Wednesday August 8th was already on the calendar as the day in which the Mid-Atlantic ChaserCon planning committee was to meet for dinner in Farmville VA. So naturally it turned out to be a chase day with a Marginal Risk issued by the SPC:
And just as naturally my chasing timeframe and range were restricted by the need to be in Farmville at 6:00 pm.
The short range models were all over the map – literally – in terms of when and where convection would fire, a typical result for an August day with little or no cap. I wound up leaving home before 2 pm and moseying eastward via U.S. Route 460, trolling for storms to chase. A nice-looking cell complete with a fully developed anvil was trudging across the Blue Ridge mountains toward Lynchburg and I had hopes of intercepting it. When I stopped for gas just west of the city the base exhibited some interesting structure but by the time I pulled back onto the highway the storm had visibly weakened. It then completely died shortly thereafter.
Meanwhile severe warnings had been posted on storms near Danville (a typical chase area for me) as well as on a complex crossing the Blue Ridge into Franklin county (another familiar chase region).
Of course I was left high and dry as I couldn’t get to these storms with any kind of guarantee of making it to Farmville in time for the meeting. Sighing heavily I aimed for a cell that I could see building off to the east, giving chase along rural roads east of U.S. Route 501.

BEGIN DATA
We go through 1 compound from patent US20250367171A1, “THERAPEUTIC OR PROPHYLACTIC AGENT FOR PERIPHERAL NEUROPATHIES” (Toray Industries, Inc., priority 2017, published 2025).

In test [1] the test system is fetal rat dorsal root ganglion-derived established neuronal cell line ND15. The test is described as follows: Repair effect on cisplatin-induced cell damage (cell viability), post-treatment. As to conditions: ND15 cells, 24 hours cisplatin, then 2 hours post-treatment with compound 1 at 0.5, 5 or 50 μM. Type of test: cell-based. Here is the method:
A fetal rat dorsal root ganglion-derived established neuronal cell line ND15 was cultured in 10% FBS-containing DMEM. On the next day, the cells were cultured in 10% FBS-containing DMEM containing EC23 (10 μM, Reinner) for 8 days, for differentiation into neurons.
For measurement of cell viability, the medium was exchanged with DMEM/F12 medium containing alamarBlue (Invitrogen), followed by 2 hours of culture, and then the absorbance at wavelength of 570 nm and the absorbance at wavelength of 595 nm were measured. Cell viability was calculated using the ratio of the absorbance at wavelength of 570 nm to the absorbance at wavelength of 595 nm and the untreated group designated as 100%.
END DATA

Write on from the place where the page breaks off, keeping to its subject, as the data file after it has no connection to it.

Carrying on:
This cell also dissipated as I paused in a church parking lot to observe:
Knowing that “whack-a-mole” was the game of the day I resolved to find some new convection within range of the Farmville meeting and jump on it while it was still growing. I noticed both on radar and visually that updrafts just south of me were building so I motored toward the Brookneal vicinity, turning east on VA Route 40 toward the metropolis of Phenix.
I did switch on the livestream at this location but the complex built updrafts overtop me at a couple of different places, dowsing me with torrential rain and cutting down the visibility. East of Phenix – with little or no cell signal available – I switched off the livestream and rolled further along Rte 40 at highway speeds in hopes of getting ahead of the rain.
Finally reaching the outskirts of Keysville I was far enough ahead of the rain that I could glimpse some interesting activity on the southwestern edge.
I dropped south out of town on a rural route which dead-ended at a large plantation style residence. From here I could see a lowering that resembled a wall cloud underneath that southwestern edge as thunder grumbled almost continuously.
I sent the television station a photo of this feature which morphed into a shelf cloud as I watched over the next few minutes. Then, given the time I pulled up stakes and drove north up U.S. Route 15 to make it to Farmville for the meeting. Not long after I drove away from this cell it went severe-warned for severe winds and large hail.
All in all it was a decent chase on a pleasant day. Oh, and the meeting was very productive!!